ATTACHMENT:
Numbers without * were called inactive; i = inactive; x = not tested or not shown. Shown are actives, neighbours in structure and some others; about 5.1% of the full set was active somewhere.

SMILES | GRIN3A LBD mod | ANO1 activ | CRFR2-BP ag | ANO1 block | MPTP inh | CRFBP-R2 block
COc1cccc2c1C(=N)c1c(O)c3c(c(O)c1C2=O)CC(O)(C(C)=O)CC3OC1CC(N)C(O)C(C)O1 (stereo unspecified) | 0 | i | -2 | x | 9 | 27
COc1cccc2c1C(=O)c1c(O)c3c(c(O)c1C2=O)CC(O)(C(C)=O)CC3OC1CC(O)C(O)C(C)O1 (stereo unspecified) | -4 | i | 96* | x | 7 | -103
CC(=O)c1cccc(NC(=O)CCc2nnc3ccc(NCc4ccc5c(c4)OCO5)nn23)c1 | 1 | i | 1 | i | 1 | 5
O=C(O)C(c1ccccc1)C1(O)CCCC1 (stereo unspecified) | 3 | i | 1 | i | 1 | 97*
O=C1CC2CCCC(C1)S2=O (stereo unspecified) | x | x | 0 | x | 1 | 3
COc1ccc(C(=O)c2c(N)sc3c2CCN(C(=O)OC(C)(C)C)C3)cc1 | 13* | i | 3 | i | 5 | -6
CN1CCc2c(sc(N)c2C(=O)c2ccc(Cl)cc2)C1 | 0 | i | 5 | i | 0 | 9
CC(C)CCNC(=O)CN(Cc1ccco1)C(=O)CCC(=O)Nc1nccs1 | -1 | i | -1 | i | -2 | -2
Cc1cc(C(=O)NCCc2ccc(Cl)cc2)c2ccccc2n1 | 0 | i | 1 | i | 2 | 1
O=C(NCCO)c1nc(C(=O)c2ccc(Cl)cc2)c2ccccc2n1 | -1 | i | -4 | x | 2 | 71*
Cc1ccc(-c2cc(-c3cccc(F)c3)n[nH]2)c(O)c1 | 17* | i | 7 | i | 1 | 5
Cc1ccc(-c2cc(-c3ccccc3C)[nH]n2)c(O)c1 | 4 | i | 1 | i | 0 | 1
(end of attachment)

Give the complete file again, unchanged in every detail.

Numbers without * were called inactive; i = inactive; x = not tested or not shown. Shown are actives, neighbours in structure and some others; about 5.1% of the full set was active somewhere.

SMILES | GRIN3A LBD mod | ANO1 activ | CRFR2-BP ag | ANO1 block | MPTP inh | CRFBP-R2 block
COc1cccc2c1C(=N)c1c(O)c3c(c(O)c1C2=O)CC(O)(C(C)=O)CC3OC1CC(N)C(O)C(C)O1 (stereo unspecified) | 0 | i | -2 | x | 9 | 27
COc1cccc2c1C(=O)c1c(O)c3c(c(O)c1C2=O)CC(O)(C(C)=O)CC3OC1CC(O)C(O)C(C)O1 (stereo unspecified) | -4 | i | 96* | x | 7 | -103
CC(=O)c1cccc(NC(=O)CCc2nnc3ccc(NCc4ccc5c(c4)OCO5)nn23)c1 | 1 | i | 1 | i | 1 | 5
O=C(O)C(c1ccccc1)C1(O)CCCC1 (stereo unspecified) | 3 | i | 1 | i | 1 | 97*
O=C1CC2CCCC(C1)S2=O (stereo unspecified) | x | x | 0 | x | 1 | 3
COc1ccc(C(=O)c2c(N)sc3c2CCN(C(=O)OC(C)(C)C)C3)cc1 | 13* | i | 3 | i | 5 | -6
CN1CCc2c(sc(N)c2C(=O)c2ccc(Cl)cc2)C1 | 0 | i | 5 | i | 0 | 9
CC(C)CCNC(=O)CN(Cc1ccco1)C(=O)CCC(=O)Nc1nccs1 | -1 | i | -1 | i | -2 | -2
Cc1cc(C(=O)NCCc2ccc(Cl)cc2)c2ccccc2n1 | 0 | i | 1 | i | 2 | 1
O=C(NCCO)c1nc(C(=O)c2ccc(Cl)cc2)c2ccccc2n1 | -1 | i | -4 | x | 2 | 71*
Cc1ccc(-c2cc(-c3cccc(F)c3)n[nH]2)c(O)c1 | 17* | i | 7 | i | 1 | 5
Cc1ccc(-c2cc(-c3ccccc3C)[nH]n2)c(O)c1 | 4 | i | 1 | i | 0 | 1